Hallcon management also used the fact that this is a master contract with different locals and different states to try to divide the drivers. The union put forth a strong economic proposal with equal pay increases for all drivers across the board. The company proposed a plan to divide the workers: they wanted to give larger pay increases for California and Chicago and smaller increases to New Jersey and Ohio. The bargaining committee had tough conversations to come up with a plan to make pay more equal. The bargaining committee decided that California and Chicago would decrease their pay increase and give that extra money to Ohio and New Jersey.

“After reviewing the company’s last, best and final offer, we knew it was not going to be acceptable in Ohio and New Jersey. Even though there are fewer members there, it doesn’t mean those members are less important. We worked together and came up with a counter proposal which the company liked. I’m glad that our contract was ratified and that we were able to unite across the company’s attempts to divide us.” said Ron Russell, bargaining committee member from Needles, California. “This was great solidarity on the part of the bargaining committee and shows that drivers care about each other across state lines and will make those tough decisions to ensure equality,” said Hopkins.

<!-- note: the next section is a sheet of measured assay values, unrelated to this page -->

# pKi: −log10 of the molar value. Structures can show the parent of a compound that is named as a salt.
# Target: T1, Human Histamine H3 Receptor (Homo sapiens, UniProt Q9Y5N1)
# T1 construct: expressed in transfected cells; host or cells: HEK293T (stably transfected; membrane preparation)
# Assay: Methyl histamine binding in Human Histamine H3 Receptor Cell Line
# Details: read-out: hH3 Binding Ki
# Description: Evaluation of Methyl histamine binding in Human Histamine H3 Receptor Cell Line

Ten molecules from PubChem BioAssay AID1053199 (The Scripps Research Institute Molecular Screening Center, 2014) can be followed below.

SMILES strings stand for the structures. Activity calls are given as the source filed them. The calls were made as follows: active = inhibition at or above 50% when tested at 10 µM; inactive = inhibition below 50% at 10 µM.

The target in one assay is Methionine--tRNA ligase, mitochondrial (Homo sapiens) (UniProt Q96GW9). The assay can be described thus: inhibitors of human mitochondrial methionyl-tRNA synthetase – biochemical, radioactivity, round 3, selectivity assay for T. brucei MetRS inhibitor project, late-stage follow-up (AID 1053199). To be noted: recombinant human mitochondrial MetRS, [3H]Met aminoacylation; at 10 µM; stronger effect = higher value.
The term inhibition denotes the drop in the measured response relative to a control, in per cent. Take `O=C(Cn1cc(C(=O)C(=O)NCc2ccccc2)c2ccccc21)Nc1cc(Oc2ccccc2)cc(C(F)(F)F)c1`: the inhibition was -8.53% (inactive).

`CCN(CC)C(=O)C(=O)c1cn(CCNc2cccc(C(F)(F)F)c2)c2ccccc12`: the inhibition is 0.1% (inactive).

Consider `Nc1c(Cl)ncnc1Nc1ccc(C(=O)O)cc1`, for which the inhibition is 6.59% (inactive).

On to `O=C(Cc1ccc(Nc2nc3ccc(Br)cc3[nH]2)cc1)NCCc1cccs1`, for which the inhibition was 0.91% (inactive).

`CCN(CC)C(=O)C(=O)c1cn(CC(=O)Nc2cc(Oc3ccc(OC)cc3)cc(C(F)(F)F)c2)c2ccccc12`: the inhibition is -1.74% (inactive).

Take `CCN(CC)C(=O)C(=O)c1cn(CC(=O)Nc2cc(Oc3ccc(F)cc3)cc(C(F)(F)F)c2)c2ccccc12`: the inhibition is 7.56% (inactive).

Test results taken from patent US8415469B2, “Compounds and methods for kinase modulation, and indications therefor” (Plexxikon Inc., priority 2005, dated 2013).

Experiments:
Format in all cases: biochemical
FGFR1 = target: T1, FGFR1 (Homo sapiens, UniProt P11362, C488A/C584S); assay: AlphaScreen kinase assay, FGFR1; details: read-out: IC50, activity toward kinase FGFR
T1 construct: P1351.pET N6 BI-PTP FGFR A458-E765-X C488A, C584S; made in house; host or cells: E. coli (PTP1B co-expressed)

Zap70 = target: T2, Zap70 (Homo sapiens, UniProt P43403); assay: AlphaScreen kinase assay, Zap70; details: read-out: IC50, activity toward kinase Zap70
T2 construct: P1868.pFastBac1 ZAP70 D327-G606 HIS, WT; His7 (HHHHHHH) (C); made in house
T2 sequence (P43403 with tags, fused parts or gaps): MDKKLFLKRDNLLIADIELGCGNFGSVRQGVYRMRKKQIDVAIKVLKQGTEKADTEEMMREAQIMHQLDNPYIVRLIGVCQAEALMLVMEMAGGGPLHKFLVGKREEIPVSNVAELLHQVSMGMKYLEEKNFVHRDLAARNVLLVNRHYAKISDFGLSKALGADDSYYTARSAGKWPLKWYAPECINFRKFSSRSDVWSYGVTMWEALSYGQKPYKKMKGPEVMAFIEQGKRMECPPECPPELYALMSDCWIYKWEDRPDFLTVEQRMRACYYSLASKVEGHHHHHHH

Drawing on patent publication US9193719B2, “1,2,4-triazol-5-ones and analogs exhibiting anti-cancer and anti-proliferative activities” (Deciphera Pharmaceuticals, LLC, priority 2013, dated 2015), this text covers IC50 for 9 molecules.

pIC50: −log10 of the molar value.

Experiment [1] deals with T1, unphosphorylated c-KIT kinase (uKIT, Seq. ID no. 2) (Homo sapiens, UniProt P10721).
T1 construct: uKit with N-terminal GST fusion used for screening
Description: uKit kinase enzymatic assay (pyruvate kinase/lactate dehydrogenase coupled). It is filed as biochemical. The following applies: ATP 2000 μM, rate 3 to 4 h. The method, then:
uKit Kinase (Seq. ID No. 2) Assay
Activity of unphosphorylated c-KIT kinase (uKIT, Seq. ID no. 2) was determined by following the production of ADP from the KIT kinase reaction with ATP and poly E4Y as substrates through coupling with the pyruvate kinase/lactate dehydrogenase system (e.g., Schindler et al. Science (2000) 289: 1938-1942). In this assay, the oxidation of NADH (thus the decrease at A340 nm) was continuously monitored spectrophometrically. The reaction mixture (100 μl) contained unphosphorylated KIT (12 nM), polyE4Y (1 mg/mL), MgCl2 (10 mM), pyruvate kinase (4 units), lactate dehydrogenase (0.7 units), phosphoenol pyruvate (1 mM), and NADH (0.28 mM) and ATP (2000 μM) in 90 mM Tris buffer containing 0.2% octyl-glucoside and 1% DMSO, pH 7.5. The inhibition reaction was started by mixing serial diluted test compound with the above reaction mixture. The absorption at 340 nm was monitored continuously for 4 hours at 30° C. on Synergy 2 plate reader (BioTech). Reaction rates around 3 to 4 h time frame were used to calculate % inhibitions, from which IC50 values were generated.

Over 650 new drivers will join this master contract, increasing the union’s strength in numbers. The employer and union agreed that the 650 newly-organized drivers would automatically be included in the master contract. “We still have to fight for our wages, but we get to step up to a new, strong contract that our fellow UE drivers just fought for,” said Cheri Shaw, a new-unit bargaining committee member from La Junta, Colorado.